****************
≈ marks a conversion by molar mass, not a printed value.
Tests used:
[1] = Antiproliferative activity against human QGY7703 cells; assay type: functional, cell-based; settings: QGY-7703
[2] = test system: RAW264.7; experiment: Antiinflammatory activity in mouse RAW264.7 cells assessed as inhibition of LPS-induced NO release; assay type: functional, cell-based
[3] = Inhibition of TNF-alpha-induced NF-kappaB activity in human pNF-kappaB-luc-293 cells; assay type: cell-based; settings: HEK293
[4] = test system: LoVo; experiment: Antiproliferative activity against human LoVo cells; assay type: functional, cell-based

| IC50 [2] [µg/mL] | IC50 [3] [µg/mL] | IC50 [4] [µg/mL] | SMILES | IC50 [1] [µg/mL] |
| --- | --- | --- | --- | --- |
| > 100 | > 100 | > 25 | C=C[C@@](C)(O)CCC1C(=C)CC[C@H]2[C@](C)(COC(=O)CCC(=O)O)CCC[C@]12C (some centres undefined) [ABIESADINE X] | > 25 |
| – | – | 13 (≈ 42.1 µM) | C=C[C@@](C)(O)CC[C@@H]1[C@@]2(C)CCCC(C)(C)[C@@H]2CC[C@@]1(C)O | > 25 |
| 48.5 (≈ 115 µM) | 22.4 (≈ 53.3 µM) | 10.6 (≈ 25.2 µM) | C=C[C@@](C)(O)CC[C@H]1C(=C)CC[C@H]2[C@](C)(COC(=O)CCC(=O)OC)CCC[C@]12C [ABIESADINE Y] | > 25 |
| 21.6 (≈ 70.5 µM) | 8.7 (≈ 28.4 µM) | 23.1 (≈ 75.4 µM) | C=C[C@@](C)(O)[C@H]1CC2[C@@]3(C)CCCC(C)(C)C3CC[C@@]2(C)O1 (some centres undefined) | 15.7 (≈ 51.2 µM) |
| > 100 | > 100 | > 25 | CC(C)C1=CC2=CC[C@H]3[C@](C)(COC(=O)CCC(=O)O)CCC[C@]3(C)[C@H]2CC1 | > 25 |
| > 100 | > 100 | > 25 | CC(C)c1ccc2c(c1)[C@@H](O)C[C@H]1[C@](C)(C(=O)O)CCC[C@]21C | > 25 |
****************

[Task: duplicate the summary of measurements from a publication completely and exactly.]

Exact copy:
≈ marks a conversion by molar mass, not a printed value.
Tests used:
[1] = Antiproliferative activity against human QGY7703 cells; assay type: functional, cell-based; settings: QGY-7703
[2] = test system: RAW264.7; experiment: Antiinflammatory activity in mouse RAW264.7 cells assessed as inhibition of LPS-induced NO release; assay type: functional, cell-based
[3] = Inhibition of TNF-alpha-induced NF-kappaB activity in human pNF-kappaB-luc-293 cells; assay type: cell-based; settings: HEK293
[4] = test system: LoVo; experiment: Antiproliferative activity against human LoVo cells; assay type: functional, cell-based

| IC50 [2] [µg/mL] | IC50 [3] [µg/mL] | IC50 [4] [µg/mL] | SMILES | IC50 [1] [µg/mL] |
| --- | --- | --- | --- | --- |
| > 100 | > 100 | > 25 | C=C[C@@](C)(O)CCC1C(=C)CC[C@H]2[C@](C)(COC(=O)CCC(=O)O)CCC[C@]12C (some centres undefined) [ABIESADINE X] | > 25 |
| – | – | 13 (≈ 42.1 µM) | C=C[C@@](C)(O)CC[C@@H]1[C@@]2(C)CCCC(C)(C)[C@@H]2CC[C@@]1(C)O | > 25 |
| 48.5 (≈ 115 µM) | 22.4 (≈ 53.3 µM) | 10.6 (≈ 25.2 µM) | C=C[C@@](C)(O)CC[C@H]1C(=C)CC[C@H]2[C@](C)(COC(=O)CCC(=O)OC)CCC[C@]12C [ABIESADINE Y] | > 25 |
| 21.6 (≈ 70.5 µM) | 8.7 (≈ 28.4 µM) | 23.1 (≈ 75.4 µM) | C=C[C@@](C)(O)[C@H]1CC2[C@@]3(C)CCCC(C)(C)C3CC[C@@]2(C)O1 (some centres undefined) | 15.7 (≈ 51.2 µM) |
| > 100 | > 100 | > 25 | CC(C)C1=CC2=CC[C@H]3[C@](C)(COC(=O)CCC(=O)O)CCC[C@]3(C)[C@H]2CC1 | > 25 |
| > 100 | > 100 | > 25 | CC(C)c1ccc2c(c1)[C@@H](O)C[C@H]1[C@](C)(C(=O)O)CCC[C@]21C | > 25 |